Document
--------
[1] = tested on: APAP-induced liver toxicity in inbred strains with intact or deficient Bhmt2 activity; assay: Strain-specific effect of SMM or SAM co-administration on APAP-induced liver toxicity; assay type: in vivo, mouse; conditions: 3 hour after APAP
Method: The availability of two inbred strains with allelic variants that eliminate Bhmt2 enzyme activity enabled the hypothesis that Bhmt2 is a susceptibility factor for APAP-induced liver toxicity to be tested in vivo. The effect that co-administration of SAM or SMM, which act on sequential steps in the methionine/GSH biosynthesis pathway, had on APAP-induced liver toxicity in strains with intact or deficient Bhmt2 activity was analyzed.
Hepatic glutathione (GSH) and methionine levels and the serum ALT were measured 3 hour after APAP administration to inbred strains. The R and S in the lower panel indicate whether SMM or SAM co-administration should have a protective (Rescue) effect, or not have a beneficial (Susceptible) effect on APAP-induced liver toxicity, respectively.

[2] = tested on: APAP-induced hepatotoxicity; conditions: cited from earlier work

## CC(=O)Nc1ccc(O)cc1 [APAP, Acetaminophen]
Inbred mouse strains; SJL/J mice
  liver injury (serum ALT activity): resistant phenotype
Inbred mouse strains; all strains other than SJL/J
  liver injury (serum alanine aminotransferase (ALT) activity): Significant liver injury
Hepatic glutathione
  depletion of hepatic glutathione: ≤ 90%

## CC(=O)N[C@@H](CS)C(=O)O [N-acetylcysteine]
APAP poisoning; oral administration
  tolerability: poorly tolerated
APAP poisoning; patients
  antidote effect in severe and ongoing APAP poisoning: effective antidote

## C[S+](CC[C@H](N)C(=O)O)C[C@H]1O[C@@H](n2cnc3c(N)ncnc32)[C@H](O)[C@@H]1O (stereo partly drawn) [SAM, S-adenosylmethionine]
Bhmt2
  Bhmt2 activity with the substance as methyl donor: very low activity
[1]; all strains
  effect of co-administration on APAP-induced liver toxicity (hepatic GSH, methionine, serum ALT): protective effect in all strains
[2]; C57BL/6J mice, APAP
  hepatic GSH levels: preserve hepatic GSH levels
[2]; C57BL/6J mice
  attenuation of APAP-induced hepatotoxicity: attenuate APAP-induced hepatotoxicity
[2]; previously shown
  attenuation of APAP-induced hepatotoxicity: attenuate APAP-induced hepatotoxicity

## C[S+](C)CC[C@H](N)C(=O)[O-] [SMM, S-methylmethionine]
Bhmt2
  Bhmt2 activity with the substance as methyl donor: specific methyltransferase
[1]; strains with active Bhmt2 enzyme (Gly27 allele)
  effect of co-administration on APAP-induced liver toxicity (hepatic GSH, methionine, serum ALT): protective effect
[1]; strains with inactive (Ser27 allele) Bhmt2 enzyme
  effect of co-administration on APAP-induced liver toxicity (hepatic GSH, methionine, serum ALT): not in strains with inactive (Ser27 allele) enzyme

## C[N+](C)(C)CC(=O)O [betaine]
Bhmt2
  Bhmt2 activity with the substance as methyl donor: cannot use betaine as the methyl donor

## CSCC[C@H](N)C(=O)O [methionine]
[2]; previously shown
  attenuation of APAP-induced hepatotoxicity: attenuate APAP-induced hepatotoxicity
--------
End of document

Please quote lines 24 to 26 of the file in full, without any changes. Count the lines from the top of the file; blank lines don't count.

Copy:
[2]; C57BL/6J mice
  attenuation of APAP-induced hepatotoxicity: attenuate APAP-induced hepatotoxicity
[2]; previously shown